COMMENT: A year of heightened uncertainty
Written by Deborah Ritchie
Globalisation and trade challenges highlighted by the US election and Brexit referendum usher in a year of heightened strategic uncertainty on both sides of the pond – difficult topics which have become impossible to avoid and, according to Control Risks’ CEO Richard Fenning, may even make 2017 “one of the most difficult years for business’ strategic decision making since the end of the Cold War”. Such high levels of complexity and uncertainty will force boards to undertake comprehensive reviews of their approaches to risk management. Risk professionals at the Institute of Risk Management (IRM) echo this sentiment, citing political risk among their chief concerns for the coming year.
The team of experts at the Institute are equally worried about cyber security, bribery, and oil price and financial markets fluctuations. Disruptive business models, the Internet of Things and the impact of a more connected world will all be factors changing the way we work, according to the Institute. Amid this ongoing change and uncertainty, enterprise risk management has never been so crucial. Chair of the IRM, Nicola Crawford, says changes in both the micro and macro environment should be constantly considered against a company’s risk register, business continuity plans tested and stress tests conducted.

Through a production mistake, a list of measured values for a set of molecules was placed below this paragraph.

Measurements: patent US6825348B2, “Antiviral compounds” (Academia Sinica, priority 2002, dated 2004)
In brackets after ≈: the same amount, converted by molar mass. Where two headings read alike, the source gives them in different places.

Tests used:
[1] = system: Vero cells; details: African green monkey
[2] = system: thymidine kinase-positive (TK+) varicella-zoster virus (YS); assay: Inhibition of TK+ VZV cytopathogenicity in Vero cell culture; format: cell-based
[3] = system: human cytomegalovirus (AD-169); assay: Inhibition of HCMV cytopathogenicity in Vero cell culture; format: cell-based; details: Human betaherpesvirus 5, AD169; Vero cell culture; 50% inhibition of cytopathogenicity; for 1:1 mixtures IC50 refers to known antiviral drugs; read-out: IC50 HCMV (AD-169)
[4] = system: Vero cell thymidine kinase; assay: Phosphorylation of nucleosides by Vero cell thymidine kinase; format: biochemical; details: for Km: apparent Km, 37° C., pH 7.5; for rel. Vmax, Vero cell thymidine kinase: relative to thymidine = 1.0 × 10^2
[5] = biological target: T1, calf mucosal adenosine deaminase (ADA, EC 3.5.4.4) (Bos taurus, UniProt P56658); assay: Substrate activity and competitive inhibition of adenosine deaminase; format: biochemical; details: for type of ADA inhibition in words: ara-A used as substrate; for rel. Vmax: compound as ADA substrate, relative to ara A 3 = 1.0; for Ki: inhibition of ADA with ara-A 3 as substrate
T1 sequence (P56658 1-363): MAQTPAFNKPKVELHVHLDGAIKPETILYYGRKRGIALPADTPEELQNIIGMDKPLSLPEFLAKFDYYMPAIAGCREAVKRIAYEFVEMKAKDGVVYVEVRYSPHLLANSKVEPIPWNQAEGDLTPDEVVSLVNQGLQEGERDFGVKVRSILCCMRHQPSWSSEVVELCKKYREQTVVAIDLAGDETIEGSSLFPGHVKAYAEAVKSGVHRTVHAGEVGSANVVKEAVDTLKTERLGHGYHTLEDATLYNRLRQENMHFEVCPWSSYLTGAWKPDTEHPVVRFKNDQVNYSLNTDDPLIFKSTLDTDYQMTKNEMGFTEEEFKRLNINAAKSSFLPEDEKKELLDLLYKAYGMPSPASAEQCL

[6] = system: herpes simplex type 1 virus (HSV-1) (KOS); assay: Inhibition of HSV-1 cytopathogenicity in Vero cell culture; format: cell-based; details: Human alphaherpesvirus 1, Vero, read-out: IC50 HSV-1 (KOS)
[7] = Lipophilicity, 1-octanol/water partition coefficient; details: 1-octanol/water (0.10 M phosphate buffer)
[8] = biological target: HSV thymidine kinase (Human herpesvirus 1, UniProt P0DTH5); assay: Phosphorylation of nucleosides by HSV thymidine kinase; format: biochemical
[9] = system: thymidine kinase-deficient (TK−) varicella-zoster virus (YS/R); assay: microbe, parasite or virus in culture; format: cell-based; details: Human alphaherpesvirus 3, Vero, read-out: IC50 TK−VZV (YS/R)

Commenting on developments with Brexit, the IRM says both a devalued pound as well as potential EU barriers to trade could have a serious impact on manufacturers importing parts from abroad – and not just British companies; but that whilst there are many risks involved with Brexit, there will inevitably also be many opportunities. A weakened pound would increase exports and encourage British companies with foreign suppliers to innovate or seek local suppliers in order to reduce costs.
Supply chain risk continues to rise rapidly according to the Chartered Institute of Purchasing and Supply. The IRM’s Carolyn Williams says recent years have seen two significant shifts in this arena: the first towards globalisation, outsourcing, offshoring and specialisation, and the second towards widespread adoption of social media and rapid means of communication which make for increased sensitivity to reputational risks. She cites one recent tweet by Donald Trump questioning the cost of the US F-35 fighter jet project, which knocked more than £4 billion in one day off the value of the three defence companies, including BAE Systems.
Organisations are increasingly called to public account for their decision-making, which includes the behaviour of those with whom they choose to do business, directly or indirectly. All organisations need to be alert to issues of supplier viability, robust contracts, disruption from natural catastrophes, fraud, bribery and corruption, slavery and working conditions.
These ongoing issues need not rule out plans for 2017, and the rising issue of corruption and other risks should not stop businesses from expanding into new territories. CEO of The Risk Advisory Group, Bill Waite, says high levels of corruption risk need not preclude a market from a company’s expansion plans for 2017. “Indeed,” he says, “in certain industries the riskiest countries are often the most rewarding.” Similarly, behind all this ongoing uncertainty, there is much for the engaged risk professional to look forward to.